The mere mention of Jackson Hole instantly elicits visions of the rugged beauty of the nearly 14,000-foot Grand Teton and surrounding granite peaks. While the beauty may be the initial incentive for a visit, Jackson Hole is much more than mountains. The existing recreational and cultural opportunities, along with the benefits of living in a small resort community, are just a few of the reasons that invite people to become residents of Jackson Hole.Jackson Hole is an alpine resort community surrounded by the Teton, Gros Ventre, Snake River and Greys River mountain ranges. Although Teton County encompasses some 2.7 million acres, development is limited to less than 3% of this area, with the remaining bulk of the County comprised of Grand Teton National Park, Yellowstone National Park, Bridger-Teton National Forest, other public lands and private lands permanently conserved with scenic easements.
Jackson Hole is a recreational paradise, with abundant opportunities to ski, fish blue ribbon waters, river raft, ride horses, hunt, golf, or hike any of the myriad of trails that exist in Grand Teton and Yellowstone National Parks. It is also home to bison, moose, bald eagles and the largest elk herd in North America.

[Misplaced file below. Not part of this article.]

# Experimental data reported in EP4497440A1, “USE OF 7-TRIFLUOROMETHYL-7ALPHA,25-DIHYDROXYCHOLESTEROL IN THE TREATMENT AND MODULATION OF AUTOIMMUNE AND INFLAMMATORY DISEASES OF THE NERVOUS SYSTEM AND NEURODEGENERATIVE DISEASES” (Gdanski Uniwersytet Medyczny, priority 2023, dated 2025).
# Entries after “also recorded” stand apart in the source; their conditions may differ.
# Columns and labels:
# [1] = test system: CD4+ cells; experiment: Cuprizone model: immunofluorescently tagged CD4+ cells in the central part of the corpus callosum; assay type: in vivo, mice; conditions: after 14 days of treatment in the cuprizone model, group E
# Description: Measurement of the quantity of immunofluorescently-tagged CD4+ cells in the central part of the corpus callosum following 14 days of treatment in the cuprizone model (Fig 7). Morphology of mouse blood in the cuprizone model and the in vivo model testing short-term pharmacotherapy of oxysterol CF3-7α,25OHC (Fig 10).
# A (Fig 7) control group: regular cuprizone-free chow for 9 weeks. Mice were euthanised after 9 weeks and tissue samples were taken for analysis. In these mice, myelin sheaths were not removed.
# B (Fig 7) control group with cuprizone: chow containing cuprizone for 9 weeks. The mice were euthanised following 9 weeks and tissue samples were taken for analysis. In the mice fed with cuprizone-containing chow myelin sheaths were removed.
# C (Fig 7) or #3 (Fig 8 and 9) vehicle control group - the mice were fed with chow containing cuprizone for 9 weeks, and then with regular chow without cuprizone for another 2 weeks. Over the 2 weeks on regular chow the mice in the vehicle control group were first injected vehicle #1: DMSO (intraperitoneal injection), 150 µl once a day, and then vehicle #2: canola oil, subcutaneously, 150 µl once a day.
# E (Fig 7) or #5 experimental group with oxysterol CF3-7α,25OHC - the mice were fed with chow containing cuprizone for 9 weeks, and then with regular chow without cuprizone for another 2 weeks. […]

Recreating in Jackson Hole does not always require the enthusiast to be “on the go.” Fulfillment can be as easily attained by relaxing in one of the many superior restaurants that offer everything from the finest steak and game to fresh sushi. Visitors and residents alike are also benefited by the existence of over forty art galleries. Jackson Hole is also home to the National Museum of Wildlife Art where masterpieces of western icons such as Frederick Remington, Charles Russell and Carl Runguis are on display. For those desiring a closer look at the real thing, the National Elk Refuge is located across the street from the museum and sleigh rides are offered providing a close up look a the over 8,000 head of wintering elk. During the summer months, the aerial tramway at the Jackson Hole Mountain Resort transports sightseers rather than skiers, and the Grand Teton Music Festival returns to Teton Village with its collection of musicians from the world’s best orchestras performing over forty chamber and symphonic concerts each summer.
While Jackson Hole is large enough to offer opportunities not found in towns twice its size, Jackson is a small town that is not too busy to fill up the high school gymnasium for a Friday night basketball game or consider the annual Firemens’ Ball a mandatory event. It is community involvement such as this that has resulted in academic excellence in the Teton County School District.